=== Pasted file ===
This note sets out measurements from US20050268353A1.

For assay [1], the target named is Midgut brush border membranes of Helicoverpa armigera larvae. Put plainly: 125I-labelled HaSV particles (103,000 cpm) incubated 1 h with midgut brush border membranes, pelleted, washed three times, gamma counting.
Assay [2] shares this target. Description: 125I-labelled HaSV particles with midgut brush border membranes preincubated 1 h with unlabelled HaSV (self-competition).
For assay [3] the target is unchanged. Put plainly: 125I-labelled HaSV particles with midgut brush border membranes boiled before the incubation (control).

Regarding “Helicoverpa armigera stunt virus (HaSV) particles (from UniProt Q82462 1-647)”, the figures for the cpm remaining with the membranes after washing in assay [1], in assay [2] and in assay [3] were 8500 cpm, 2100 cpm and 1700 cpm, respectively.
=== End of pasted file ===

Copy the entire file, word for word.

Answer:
This note sets out measurements from US20050268353A1.

For assay [1], the target named is Midgut brush border membranes of Helicoverpa armigera larvae. Put plainly: 125I-labelled HaSV particles (103,000 cpm) incubated 1 h with midgut brush border membranes, pelleted, washed three times, gamma counting.
Assay [2] shares this target. Description: 125I-labelled HaSV particles with midgut brush border membranes preincubated 1 h with unlabelled HaSV (self-competition).
For assay [3] the target is unchanged. Put plainly: 125I-labelled HaSV particles with midgut brush border membranes boiled before the incubation (control).

Regarding “Helicoverpa armigera stunt virus (HaSV) particles (from UniProt Q82462 1-647)”, the figures for the cpm remaining with the membranes after washing in assay [1], in assay [2] and in assay [3] were 8500 cpm, 2100 cpm and 1700 cpm, respectively.